If you would like to help more students receive a Concordia education, consider making a planned gift through your estate. There are many ways to give and many gifts can benefit you as well. Contact Trina Hall at (218) 299-3445 or piskhall@cord.edu today, to learn more.

eBrochure Request Form

Please provide the following information to view the brochure.

A charitable bequest is one or two sentences in your will or living trust that leave to Concordia College a specific item, an amount of money, a gift contingent upon certain events or a percentage of your estate.

an individual or organization designated to receive benefits or funds under a will or other contract, such as an insurance policy, trust or retirement plan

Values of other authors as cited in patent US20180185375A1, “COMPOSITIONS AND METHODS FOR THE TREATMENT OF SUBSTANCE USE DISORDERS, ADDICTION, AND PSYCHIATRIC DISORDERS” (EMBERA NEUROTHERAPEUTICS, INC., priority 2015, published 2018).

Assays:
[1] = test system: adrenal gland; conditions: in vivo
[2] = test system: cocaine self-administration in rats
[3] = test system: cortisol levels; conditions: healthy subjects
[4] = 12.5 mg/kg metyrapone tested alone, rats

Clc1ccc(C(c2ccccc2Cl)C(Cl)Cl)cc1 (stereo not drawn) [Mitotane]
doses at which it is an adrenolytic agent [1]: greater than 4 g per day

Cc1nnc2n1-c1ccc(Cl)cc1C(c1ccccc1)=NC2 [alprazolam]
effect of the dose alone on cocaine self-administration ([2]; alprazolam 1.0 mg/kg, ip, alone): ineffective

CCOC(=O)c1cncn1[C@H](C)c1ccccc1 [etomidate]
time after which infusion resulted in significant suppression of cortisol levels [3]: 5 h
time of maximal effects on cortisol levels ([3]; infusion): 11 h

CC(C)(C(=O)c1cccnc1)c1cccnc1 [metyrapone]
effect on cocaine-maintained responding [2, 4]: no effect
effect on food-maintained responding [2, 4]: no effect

"I give to Concordia College, a nonprofit corporation currently located at Moorhead, MN, or its successor thereto, ______________* [written amount or percentage of the estate or description of property] for its unrestricted use and purpose."

able to be changed or cancelled

A revocable living trust is set up during your lifetime and can be revoked at any time before death. They allow assets held in the trust to pass directly to beneficiaries without probate court proceedings and can also reduce federal estate taxes.

cannot be changed or cancelled

tax on gifts generally paid by the person making the gift rather than the recipient

the original value of an asset, such as stock, before its appreciation or depreciation